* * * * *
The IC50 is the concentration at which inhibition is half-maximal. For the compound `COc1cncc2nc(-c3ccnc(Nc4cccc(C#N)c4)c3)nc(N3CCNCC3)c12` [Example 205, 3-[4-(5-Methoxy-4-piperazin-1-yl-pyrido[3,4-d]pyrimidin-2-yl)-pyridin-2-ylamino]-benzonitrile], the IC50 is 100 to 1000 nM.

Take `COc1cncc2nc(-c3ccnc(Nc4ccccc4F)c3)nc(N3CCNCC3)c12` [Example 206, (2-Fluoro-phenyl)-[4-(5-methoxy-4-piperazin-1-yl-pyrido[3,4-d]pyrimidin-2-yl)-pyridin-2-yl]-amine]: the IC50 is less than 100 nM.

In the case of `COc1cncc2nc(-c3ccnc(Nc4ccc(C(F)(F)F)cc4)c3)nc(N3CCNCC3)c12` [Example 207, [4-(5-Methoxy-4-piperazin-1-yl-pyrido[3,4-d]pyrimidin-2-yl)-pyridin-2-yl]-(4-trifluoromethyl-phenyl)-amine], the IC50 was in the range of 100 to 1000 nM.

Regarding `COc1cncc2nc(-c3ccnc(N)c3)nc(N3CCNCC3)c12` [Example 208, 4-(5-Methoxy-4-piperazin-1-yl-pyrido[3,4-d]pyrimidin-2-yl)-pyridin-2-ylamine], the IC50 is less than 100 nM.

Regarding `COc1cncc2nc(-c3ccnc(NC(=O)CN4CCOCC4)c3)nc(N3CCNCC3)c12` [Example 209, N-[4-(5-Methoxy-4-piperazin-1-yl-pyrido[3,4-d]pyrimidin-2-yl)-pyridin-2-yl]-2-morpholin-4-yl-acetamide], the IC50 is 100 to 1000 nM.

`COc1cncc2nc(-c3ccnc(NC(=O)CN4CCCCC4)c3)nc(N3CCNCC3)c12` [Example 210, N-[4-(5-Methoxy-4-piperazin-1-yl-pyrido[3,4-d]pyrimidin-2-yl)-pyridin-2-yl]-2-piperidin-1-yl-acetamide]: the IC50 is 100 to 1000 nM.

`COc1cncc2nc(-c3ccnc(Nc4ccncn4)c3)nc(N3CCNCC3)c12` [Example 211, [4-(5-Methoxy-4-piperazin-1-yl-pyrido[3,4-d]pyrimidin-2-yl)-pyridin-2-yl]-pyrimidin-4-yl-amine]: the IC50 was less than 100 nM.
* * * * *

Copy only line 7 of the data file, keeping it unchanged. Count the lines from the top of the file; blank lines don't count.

`COc1cncc2nc(-c3ccnc(Nc4ccncn4)c3)nc(N3CCNCC3)c12` [Example 211, [4-(5-Methoxy-4-piperazin-1-yl-pyrido[3,4-d]pyrimidin-2-yl)-pyridin-2-yl]-pyrimidin-4-yl-amine]: the IC50 was less than 100 nM.